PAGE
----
1. Find yourself the right cajon. 

There are¬†literally¬†hundreds of cajon makers out there today. Some are big names in percussion like LP or ¬†Meinl. Some are lesser known specialist cajon makers like Kopf or Sela. It can be¬†daunting¬†figuring out which one is right for you and a lot of it can come down to budget.¬†Beginner¬†models start usually around $70 – $120USD, mid-range: $130 – $300 with pro cajons being $300 – $500 and upwards.¬†Do some looking around there can be some amazing deals out there¬†especially¬†with the lesser known names. Here’s some more info on¬†choosing¬†the right cajon.

2. Find a teacher

When I say find a teacher I am not talking only of a one-on-one human encounter. Your teacher may well come in the form of YouTube or some other video platform for lessons. There are lots of them out there and the internet has made it very easy to access a¬†wealth¬†of¬†knowledge¬†for all manner of subjects including cajon lessons. Some sites you may want to check out include: (shamless plug!) Heidi Joubert’s¬†¬†and Ross McCallum’s Cajon Groove Guide.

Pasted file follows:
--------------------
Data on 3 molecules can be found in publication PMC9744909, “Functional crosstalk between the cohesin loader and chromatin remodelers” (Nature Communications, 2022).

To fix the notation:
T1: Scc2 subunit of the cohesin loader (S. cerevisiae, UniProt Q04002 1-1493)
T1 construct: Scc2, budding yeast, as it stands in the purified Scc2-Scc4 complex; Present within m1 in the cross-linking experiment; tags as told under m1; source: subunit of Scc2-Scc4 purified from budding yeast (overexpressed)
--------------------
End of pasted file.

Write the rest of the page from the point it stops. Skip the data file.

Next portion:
3. Posture

With the nature of the cajon and the way it is played, it is of the highest importance that you are not only sitting right but also playing without straining your self. Make sure you are sitting with your back straight for the most part, not hunched over but relaxed. It is not¬†necessary¬†to play much further than 8″ down the front of the cajon. All tones including the bass tone can be¬†achieved¬†right there. Paying close attention to this particularly in the beginning will greatly help your playing technique, speed & agility, and will also reduce¬†fatigue¬†and back pain.

4. Stretch